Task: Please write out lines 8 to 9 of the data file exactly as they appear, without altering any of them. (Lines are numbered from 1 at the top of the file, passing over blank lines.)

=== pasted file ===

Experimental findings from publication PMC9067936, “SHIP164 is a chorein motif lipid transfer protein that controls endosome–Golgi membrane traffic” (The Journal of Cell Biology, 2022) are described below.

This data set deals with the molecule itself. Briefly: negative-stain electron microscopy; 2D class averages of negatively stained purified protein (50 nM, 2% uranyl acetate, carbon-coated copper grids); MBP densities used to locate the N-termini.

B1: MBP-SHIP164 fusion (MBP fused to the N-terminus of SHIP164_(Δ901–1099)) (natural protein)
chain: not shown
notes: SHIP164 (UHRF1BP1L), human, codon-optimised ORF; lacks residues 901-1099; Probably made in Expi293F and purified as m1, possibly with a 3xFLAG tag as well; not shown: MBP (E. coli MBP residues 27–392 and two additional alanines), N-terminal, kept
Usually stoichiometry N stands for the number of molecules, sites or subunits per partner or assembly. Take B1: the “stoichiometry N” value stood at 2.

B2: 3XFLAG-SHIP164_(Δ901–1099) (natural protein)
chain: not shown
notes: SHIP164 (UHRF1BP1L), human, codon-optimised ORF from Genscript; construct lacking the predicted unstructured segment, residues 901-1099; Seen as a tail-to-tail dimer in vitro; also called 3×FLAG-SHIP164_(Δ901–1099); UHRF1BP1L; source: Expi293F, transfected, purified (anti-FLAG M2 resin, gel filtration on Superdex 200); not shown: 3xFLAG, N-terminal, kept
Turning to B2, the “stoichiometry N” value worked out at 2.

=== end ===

chain: not shown
notes: SHIP164 (UHRF1BP1L), human, codon-optimised ORF from Genscript; construct lacking the predicted unstructured segment, residues 901-1099; Seen as a tail-to-tail dimer in vitro; also called 3×FLAG-SHIP164_(Δ901–1099); UHRF1BP1L; source: Expi293F, transfected, purified (anti-FLAG M2 resin, gel filtration on Superdex 200); not shown: 3xFLAG, N-terminal, kept